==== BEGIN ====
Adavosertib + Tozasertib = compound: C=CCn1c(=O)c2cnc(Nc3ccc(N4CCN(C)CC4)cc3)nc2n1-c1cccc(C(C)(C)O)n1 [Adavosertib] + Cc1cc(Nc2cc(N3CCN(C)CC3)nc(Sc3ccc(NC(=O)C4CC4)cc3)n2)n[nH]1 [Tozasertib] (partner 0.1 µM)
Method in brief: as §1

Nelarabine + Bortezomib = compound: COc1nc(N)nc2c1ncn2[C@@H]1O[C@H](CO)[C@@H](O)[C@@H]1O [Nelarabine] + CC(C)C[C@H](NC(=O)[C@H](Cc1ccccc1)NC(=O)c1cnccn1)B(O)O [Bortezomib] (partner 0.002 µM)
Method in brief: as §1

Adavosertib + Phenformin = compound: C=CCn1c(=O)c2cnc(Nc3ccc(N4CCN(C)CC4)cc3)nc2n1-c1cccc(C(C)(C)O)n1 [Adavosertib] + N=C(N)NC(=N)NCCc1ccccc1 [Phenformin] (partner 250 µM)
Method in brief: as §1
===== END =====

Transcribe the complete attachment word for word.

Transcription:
Adavosertib + Tozasertib = compound: C=CCn1c(=O)c2cnc(Nc3ccc(N4CCN(C)CC4)cc3)nc2n1-c1cccc(C(C)(C)O)n1 [Adavosertib] + Cc1cc(Nc2cc(N3CCN(C)CC3)nc(Sc3ccc(NC(=O)C4CC4)cc3)n2)n[nH]1 [Tozasertib] (partner 0.1 µM)
Method in brief: as §1

Nelarabine + Bortezomib = compound: COc1nc(N)nc2c1ncn2[C@@H]1O[C@H](CO)[C@@H](O)[C@@H]1O [Nelarabine] + CC(C)C[C@H](NC(=O)[C@H](Cc1ccccc1)NC(=O)c1cnccn1)B(O)O [Bortezomib] (partner 0.002 µM)
Method in brief: as §1

Adavosertib + Phenformin = compound: C=CCn1c(=O)c2cnc(Nc3ccc(N4CCN(C)CC4)cc3)nc2n1-c1cccc(C(C)(C)O)n1 [Adavosertib] + N=C(N)NC(=N)NCCc1ccccc1 [Phenformin] (partner 250 µM)
Method in brief: as §1